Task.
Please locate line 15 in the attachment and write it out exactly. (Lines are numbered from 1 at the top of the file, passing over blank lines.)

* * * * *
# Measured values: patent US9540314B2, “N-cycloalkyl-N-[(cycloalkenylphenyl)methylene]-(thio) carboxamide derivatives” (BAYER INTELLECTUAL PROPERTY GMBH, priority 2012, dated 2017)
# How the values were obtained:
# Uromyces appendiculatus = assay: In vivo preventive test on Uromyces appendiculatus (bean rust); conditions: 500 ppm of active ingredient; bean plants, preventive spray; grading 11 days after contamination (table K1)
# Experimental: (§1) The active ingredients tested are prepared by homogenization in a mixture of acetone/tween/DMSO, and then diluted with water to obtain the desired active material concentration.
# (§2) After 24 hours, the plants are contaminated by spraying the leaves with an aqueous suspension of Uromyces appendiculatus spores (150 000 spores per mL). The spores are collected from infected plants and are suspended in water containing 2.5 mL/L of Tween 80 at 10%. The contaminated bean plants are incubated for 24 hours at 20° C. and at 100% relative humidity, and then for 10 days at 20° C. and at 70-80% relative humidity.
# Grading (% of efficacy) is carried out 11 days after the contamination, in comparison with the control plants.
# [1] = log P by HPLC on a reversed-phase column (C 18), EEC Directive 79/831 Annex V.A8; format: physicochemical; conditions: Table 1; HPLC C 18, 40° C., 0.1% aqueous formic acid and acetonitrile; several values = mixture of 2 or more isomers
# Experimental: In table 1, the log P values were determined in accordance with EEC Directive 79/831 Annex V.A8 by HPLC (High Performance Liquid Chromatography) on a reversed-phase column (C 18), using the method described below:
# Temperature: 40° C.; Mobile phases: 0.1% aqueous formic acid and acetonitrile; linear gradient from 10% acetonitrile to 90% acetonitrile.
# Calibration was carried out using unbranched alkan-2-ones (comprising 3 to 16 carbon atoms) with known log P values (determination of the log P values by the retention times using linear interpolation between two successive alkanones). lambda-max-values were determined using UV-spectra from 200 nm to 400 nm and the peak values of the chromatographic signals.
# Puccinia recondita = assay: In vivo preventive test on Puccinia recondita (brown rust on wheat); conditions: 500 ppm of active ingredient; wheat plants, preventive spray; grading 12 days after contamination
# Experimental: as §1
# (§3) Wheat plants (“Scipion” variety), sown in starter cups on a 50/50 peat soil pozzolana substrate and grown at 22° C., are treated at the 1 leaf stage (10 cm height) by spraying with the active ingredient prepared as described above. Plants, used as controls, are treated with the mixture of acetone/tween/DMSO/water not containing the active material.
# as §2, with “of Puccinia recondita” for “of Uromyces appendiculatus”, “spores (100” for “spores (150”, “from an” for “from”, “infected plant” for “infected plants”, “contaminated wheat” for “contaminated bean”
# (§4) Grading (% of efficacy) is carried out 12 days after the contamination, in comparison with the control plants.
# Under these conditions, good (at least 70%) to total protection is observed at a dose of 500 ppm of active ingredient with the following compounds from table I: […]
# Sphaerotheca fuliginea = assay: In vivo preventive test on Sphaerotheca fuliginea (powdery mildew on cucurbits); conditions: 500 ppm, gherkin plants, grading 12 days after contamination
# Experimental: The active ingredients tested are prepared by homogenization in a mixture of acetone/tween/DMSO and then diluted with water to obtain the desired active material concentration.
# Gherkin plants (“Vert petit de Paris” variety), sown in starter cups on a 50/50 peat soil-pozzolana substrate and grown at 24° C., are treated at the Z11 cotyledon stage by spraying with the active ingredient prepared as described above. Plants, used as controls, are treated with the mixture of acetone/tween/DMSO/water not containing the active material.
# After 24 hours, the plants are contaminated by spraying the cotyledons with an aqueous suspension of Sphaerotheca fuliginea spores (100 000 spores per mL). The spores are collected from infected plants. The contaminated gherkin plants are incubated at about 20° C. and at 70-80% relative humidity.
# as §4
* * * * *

# (§4) Grading (% of efficacy) is carried out 12 days after the contamination, in comparison with the control plants.